William Ball died in 1701, leaving Bridget Vaughan as the sole heiress of Pembrey Court. Bridget, sole heiress of Pembrey and last of the Vaughans, married John Ashburnham of Ashburnham, Sussex, in Westminster Abbey on the 14 July 1687, when the Manor of Pembrey became the Lordship of Ashburnham, they lived at the Sussex seat, with occasional visits to the Welsh estates, John Ashburnham died at Bloomsbury on 21st January 1709 aged 44, Bridget died at Ashburnham House, aged 59 on 12th May 1719.The family never lived here.

In 1701 Court was let to the Mansel family. Rawleigh Mansel, of Llangunnor Parish. He was High Sheriff of Carmarthenshire in 1679 and, according to The Red Dragon periodical (1886), he went to live at Court Farm:

“thoroughly repairing that old mansion for the purpose, and lived there for three or four years, and died there on 27 November 1702 in his 73rd year”

His grandson, Rawleigh Dawkin Mansel, who was High Sheriff in 1730, then lived as tenant at Court Farm.[1]

During the tenancy of Rawleigh Dawkin Mansel the house was divided into two separate living sections and accommodated two separate families. Walls were added or removed, several doors and windows were blocked and new ones opened, additional stairs were fitted and at least two attic rooms were added. During this period David Thomas (1738/39-1788) was born at Court Farm. [2]

Rawleigh Dawkin Mansel was High Sheriff for Carmarthenshire in 1730 and died ‘under the agonizing pains of the Gout’ in his 44th year in 1749. Thereafter, Court Farm was home to several Ashburnham agents, stewards and other estate officials. [2]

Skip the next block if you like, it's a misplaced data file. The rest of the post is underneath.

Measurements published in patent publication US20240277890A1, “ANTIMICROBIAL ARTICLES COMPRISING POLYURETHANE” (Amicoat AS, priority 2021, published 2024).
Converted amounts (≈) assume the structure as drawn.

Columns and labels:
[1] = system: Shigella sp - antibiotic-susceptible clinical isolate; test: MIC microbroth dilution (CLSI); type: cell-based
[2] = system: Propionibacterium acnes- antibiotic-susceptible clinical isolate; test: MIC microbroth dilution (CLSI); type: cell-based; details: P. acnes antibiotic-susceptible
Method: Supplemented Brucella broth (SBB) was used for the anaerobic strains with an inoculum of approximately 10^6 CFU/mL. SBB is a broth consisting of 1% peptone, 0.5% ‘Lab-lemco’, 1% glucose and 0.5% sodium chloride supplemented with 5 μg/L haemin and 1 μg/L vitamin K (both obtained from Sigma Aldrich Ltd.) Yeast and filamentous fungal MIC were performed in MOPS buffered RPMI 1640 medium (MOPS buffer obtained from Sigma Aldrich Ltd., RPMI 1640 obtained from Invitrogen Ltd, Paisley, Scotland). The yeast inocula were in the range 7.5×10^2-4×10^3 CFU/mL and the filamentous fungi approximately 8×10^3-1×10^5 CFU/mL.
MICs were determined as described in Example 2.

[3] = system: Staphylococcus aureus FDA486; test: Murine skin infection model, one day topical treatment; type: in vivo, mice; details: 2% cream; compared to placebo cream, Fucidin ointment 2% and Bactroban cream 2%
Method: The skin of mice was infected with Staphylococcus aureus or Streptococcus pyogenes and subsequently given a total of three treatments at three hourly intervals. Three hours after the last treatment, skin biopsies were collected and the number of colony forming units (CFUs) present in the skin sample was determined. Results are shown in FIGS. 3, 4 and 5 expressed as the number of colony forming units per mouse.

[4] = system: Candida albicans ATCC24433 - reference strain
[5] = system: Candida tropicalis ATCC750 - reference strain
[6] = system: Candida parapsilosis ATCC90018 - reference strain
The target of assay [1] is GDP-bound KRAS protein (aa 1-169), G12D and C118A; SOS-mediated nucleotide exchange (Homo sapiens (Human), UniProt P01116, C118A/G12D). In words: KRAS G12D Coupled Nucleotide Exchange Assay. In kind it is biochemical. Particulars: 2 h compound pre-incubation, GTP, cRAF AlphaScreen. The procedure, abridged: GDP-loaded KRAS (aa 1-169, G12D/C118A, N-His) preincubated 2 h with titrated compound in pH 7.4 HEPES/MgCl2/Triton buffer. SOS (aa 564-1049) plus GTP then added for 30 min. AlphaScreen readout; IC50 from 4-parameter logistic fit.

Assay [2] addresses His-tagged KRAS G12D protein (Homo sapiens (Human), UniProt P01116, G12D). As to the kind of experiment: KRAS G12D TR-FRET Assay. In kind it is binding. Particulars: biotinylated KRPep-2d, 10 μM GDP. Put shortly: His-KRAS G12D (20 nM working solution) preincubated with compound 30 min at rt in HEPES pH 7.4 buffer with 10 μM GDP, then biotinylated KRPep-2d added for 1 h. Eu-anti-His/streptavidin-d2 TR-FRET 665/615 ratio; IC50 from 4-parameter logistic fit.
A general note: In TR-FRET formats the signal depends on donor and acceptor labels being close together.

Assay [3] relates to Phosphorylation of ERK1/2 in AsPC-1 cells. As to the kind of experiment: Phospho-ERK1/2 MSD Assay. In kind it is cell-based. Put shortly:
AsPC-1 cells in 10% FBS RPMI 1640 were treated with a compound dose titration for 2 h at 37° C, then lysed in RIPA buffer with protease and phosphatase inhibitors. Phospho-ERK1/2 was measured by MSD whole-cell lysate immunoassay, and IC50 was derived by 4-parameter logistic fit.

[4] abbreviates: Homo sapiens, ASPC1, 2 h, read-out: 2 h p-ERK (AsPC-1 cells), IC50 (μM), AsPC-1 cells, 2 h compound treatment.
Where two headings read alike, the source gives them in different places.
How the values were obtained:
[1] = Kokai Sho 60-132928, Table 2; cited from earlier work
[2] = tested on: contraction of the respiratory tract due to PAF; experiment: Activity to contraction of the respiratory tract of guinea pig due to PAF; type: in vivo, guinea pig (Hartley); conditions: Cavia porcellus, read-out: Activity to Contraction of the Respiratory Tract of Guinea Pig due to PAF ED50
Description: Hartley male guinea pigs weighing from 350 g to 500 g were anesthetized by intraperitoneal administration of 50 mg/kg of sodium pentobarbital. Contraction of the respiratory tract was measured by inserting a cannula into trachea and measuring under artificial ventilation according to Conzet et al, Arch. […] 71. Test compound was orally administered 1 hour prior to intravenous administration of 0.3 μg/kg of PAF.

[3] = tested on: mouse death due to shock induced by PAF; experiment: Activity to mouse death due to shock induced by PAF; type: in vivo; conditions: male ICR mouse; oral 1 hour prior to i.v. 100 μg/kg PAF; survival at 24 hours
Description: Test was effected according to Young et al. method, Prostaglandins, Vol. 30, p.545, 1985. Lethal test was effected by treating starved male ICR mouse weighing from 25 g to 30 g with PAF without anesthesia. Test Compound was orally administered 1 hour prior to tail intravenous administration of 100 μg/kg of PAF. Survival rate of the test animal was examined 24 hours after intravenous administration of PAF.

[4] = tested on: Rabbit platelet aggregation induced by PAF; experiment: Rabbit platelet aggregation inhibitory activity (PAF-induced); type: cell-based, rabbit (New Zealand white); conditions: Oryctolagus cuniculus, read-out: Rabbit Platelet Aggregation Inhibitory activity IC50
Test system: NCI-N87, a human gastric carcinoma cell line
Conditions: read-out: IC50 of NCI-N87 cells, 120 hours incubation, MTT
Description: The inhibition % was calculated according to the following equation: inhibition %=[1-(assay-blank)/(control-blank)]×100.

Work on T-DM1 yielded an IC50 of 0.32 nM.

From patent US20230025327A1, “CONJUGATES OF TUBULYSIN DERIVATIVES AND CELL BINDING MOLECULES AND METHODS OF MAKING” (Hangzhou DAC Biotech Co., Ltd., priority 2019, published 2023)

On Kitchen’s map of 1701 Court Farm is clearly marked as: ‘Court, Mansel, Esq.’

From the mid-eighteenth century, Court Farm, was the home of estate stewards (Daltons’) and tenant farmers. In 1831 Court had been divided into two dwellings: two families of Thomas’s resided.

David Thomas was born at Court Farm during the tenancy of the Mansels, when the house was divided into two. He was a gifted, but unqualified, bone setterfrom an illustrious family practising bone setting, and is buried in St Illtud's Church, Pembrey.

In 1831, a surveyor, made a “Survey and Valuation of the Manor of Pembrey and Estate” on behalf of the Ashburham estate. It records, Court Farm comprised 194 acres plus 12 acres (49,000 m2) of marshland. The tenant was recorded as John Thomas (later succeeded by his son Hugh) paid a yearly rent of £88.10s. John Thomas occupied a part of the Mansion, whilst a Mr. T.E. Biederman occupied the other part. The survey  reported as follows [4]: